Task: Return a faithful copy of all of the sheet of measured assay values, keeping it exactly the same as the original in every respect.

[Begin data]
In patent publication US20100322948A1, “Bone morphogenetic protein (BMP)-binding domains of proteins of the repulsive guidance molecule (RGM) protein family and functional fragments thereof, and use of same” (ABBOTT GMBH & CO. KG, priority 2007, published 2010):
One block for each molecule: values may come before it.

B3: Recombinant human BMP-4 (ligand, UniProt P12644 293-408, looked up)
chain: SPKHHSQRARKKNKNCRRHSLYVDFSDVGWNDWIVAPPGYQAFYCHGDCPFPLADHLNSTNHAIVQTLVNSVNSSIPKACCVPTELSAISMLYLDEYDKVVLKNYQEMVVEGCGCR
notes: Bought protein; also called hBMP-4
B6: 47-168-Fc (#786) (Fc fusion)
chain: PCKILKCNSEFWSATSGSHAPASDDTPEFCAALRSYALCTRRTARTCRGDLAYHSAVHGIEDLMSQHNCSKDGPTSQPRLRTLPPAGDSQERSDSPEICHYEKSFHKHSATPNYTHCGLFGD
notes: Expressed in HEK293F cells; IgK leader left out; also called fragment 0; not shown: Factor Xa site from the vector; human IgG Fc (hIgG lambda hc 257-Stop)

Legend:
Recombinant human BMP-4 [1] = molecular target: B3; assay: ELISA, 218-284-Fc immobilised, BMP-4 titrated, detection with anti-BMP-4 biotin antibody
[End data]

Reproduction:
In patent publication US20100322948A1, “Bone morphogenetic protein (BMP)-binding domains of proteins of the repulsive guidance molecule (RGM) protein family and functional fragments thereof, and use of same” (ABBOTT GMBH & CO. KG, priority 2007, published 2010):
One block for each molecule: values may come before it.

B3: Recombinant human BMP-4 (ligand, UniProt P12644 293-408, looked up)
chain: SPKHHSQRARKKNKNCRRHSLYVDFSDVGWNDWIVAPPGYQAFYCHGDCPFPLADHLNSTNHAIVQTLVNSVNSSIPKACCVPTELSAISMLYLDEYDKVVLKNYQEMVVEGCGCR
notes: Bought protein; also called hBMP-4
B6: 47-168-Fc (#786) (Fc fusion)
chain: PCKILKCNSEFWSATSGSHAPASDDTPEFCAALRSYALCTRRTARTCRGDLAYHSAVHGIEDLMSQHNCSKDGPTSQPRLRTLPPAGDSQERSDSPEICHYEKSFHKHSATPNYTHCGLFGD
notes: Expressed in HEK293F cells; IgK leader left out; also called fragment 0; not shown: Factor Xa site from the vector; human IgG Fc (hIgG lambda hc 257-Stop)

Legend:
Recombinant human BMP-4 [1] = molecular target: B3; assay: ELISA, 218-284-Fc immobilised, BMP-4 titrated, detection with anti-BMP-4 biotin antibody